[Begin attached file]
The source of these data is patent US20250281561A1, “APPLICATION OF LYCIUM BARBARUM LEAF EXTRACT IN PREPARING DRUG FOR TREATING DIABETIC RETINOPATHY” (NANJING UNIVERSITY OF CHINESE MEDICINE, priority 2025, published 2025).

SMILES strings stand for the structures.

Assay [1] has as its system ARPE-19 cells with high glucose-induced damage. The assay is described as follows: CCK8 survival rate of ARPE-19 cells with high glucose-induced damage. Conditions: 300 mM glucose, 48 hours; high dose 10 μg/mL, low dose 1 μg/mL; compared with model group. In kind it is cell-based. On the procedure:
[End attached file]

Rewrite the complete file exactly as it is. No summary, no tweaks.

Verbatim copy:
The source of these data is patent US20250281561A1, “APPLICATION OF LYCIUM BARBARUM LEAF EXTRACT IN PREPARING DRUG FOR TREATING DIABETIC RETINOPATHY” (NANJING UNIVERSITY OF CHINESE MEDICINE, priority 2025, published 2025).

SMILES strings stand for the structures.

Assay [1] has as its system ARPE-19 cells with high glucose-induced damage. The assay is described as follows: CCK8 survival rate of ARPE-19 cells with high glucose-induced damage. Conditions: 300 mM glucose, 48 hours; high dose 10 μg/mL, low dose 1 μg/mL; compared with model group. In kind it is cell-based. On the procedure: